How to Coach Skiing

How to Coach Skiing
Skiing is often thought of as a relaxing endeavor for outdoor sports enthusiasts, but racing can get extremely competitive. There are many skiers who dream of becoming good enough to make it to the Olympics or professional competition. As a skiing coach, you need to provide each of your skiers with the tools they need to reach their goals. These individual benchmarks help your team improve during competitions.


Difficulty: Easy

Step 1
Distribute a bound instruction booklet to your ski team that supplements your teaching. Young skiers process techniques and tips from their coaches through visual aids and practice. Books like Martin Heckelman's "The New Guide to Skiing" offer diagrams of stopping and mogul turns (see Resources below).
Step 2
Tell your skiers to practice occasionally on any backup equipment that they have. Skiers should use replacement bindings, poles and skis in order to test any differences they make in performance. You can also coach your team on the proper way to assemble and disassemble their equipment.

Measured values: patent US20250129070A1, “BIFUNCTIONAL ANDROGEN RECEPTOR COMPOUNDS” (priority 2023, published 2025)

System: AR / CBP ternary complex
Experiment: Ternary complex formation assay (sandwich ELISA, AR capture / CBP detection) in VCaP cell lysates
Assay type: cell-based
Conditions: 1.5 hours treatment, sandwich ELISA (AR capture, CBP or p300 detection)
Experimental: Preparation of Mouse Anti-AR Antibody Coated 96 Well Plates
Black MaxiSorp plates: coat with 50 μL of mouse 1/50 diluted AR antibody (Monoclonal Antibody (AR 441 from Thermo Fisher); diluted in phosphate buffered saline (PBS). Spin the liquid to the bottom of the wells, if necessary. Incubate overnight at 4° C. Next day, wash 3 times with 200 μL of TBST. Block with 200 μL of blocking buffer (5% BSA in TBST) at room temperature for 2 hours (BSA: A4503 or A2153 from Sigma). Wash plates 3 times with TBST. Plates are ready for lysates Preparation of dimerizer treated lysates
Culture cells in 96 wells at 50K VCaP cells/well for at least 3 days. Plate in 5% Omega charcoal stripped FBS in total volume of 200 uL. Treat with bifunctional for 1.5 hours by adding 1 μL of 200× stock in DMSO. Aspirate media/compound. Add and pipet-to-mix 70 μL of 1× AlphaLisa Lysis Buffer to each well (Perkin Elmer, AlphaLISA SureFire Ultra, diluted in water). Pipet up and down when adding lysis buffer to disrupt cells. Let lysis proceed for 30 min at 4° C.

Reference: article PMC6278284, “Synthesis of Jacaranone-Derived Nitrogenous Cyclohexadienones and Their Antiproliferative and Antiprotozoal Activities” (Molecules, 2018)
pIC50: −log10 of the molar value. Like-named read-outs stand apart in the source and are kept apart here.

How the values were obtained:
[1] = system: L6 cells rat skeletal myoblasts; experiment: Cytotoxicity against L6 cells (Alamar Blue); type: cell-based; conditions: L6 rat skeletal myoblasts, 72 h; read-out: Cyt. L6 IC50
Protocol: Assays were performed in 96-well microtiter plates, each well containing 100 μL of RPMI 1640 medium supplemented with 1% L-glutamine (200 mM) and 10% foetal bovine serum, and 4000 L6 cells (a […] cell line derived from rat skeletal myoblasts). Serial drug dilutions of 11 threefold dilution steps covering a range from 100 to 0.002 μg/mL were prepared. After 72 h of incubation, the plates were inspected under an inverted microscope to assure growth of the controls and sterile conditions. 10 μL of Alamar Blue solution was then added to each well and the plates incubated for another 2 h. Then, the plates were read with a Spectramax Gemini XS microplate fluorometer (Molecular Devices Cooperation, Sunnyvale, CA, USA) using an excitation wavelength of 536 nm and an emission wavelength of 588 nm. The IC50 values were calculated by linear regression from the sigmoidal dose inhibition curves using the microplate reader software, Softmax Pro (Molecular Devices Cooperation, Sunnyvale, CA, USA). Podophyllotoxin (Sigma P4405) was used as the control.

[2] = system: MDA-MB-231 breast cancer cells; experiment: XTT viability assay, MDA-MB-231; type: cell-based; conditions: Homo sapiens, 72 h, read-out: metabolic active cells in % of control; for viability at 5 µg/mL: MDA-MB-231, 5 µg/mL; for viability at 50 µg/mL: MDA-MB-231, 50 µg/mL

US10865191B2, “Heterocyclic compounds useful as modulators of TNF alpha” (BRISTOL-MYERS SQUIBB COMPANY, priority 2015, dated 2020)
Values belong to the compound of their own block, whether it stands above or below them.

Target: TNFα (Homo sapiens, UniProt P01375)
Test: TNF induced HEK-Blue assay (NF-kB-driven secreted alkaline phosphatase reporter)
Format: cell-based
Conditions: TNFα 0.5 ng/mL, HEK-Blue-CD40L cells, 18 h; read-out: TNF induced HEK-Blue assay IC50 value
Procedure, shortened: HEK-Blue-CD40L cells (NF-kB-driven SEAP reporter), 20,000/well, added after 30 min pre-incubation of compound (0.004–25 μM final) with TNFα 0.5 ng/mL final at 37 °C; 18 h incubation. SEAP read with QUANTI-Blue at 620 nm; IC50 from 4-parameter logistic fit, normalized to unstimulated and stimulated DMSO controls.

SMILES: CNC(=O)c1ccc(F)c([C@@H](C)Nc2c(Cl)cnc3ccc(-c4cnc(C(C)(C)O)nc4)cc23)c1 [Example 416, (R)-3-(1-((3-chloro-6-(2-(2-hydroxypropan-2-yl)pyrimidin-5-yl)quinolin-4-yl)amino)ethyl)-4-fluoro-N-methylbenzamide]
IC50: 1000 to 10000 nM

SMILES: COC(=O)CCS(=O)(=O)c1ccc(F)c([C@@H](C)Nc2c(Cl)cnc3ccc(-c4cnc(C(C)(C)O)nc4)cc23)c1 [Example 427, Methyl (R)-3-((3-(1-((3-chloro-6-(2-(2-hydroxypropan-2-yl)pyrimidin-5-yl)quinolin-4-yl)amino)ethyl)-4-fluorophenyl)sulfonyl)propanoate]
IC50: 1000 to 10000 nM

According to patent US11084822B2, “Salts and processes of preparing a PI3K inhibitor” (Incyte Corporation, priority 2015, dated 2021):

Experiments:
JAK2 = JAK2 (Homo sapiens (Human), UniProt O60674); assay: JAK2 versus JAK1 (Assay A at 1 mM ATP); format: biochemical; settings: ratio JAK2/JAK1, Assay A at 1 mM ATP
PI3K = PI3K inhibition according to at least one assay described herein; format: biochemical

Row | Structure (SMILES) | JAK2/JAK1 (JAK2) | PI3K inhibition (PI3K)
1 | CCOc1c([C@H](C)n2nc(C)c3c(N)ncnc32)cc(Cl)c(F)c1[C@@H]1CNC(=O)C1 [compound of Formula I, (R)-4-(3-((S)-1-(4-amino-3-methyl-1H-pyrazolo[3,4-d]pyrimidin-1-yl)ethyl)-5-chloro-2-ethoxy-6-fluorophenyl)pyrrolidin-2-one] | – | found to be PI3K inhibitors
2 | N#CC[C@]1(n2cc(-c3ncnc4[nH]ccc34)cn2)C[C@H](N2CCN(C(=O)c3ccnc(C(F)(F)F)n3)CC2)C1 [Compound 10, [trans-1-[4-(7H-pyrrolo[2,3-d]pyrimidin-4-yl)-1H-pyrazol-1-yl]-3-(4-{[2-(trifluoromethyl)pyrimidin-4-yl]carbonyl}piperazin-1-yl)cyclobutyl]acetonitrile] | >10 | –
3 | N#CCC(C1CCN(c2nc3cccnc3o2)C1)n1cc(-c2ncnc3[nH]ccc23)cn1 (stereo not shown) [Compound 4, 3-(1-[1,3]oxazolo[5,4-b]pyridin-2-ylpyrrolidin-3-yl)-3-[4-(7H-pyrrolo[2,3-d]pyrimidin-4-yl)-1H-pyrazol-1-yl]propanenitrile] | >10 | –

Step 3
Expose your skiers to various types of skiing to increase versatility. Cross-country skiing helps athletes improve their endurance while moguls increase reaction time and agility. The key to using different types of skiing is to keep the pace slower than competition level to avoid injuries.
Step 4
Keep your ski team healthy by developing an off-season program that focuses on core workouts. Skiers need to work on their abdominal muscles, back and quadriceps to maintain power during competition. You should coach each skier to stretch frequently to avoid muscle pulls and strains.
Step 5
Check each of your skiers during practices and meets to ensure they have the right attire. The cold weather that is requisite in skiing can lead to frostbite and colds if ski clothing is inadequate. Your equipment manager or trainer should bring extra gloves, hats and goggles to ensure your team is ready to race.

Tips & Warnings

Work with local ski hills and resorts to find an inexpensive practice area for your team. Running a ski team is costly and regular trips to a ski resort may leave few funds for travel or equipment. Family-oriented resorts or little-known ski areas may provide discounts in exchange for your regular use of their services.

Article Written By eHow


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